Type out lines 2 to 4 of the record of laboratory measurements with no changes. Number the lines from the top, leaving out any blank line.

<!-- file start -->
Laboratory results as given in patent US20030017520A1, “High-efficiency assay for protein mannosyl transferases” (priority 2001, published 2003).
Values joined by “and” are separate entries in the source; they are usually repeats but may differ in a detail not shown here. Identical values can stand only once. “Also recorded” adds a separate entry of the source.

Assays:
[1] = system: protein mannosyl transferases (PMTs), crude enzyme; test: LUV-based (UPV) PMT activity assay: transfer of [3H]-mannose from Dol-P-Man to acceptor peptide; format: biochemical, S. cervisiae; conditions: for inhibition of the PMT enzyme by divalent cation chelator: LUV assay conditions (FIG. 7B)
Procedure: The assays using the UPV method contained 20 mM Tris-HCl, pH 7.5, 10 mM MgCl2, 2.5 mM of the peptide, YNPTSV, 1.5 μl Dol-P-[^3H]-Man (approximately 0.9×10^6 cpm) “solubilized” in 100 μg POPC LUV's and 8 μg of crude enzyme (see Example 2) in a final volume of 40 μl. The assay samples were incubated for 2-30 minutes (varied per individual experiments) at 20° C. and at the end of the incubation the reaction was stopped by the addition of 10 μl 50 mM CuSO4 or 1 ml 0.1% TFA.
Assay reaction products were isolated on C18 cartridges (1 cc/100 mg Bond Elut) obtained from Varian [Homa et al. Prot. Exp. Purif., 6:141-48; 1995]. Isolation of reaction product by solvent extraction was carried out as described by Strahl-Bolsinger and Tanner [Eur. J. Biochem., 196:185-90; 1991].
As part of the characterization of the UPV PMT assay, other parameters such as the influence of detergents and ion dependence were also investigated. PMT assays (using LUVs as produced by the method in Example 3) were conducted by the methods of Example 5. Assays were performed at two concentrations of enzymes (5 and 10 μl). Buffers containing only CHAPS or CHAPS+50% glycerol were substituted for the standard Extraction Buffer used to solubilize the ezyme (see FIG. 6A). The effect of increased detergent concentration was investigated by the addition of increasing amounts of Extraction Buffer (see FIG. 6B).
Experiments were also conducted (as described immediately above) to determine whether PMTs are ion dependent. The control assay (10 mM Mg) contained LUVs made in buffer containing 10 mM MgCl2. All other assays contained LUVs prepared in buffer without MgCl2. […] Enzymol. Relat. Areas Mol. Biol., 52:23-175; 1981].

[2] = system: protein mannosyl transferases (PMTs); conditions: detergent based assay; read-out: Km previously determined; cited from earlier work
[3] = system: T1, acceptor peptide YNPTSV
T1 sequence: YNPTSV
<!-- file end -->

Values joined by “and” are separate entries in the source; they are usually repeats but may differ in a detail not shown here. Identical values can stand only once. “Also recorded” adds a separate entry of the source.

Assays:
[1] = system: protein mannosyl transferases (PMTs), crude enzyme; test: LUV-based (UPV) PMT activity assay: transfer of [3H]-mannose from Dol-P-Man to acceptor peptide; format: biochemical, S. cervisiae; conditions: for inhibition of the PMT enzyme by divalent cation chelator: LUV assay conditions (FIG. 7B)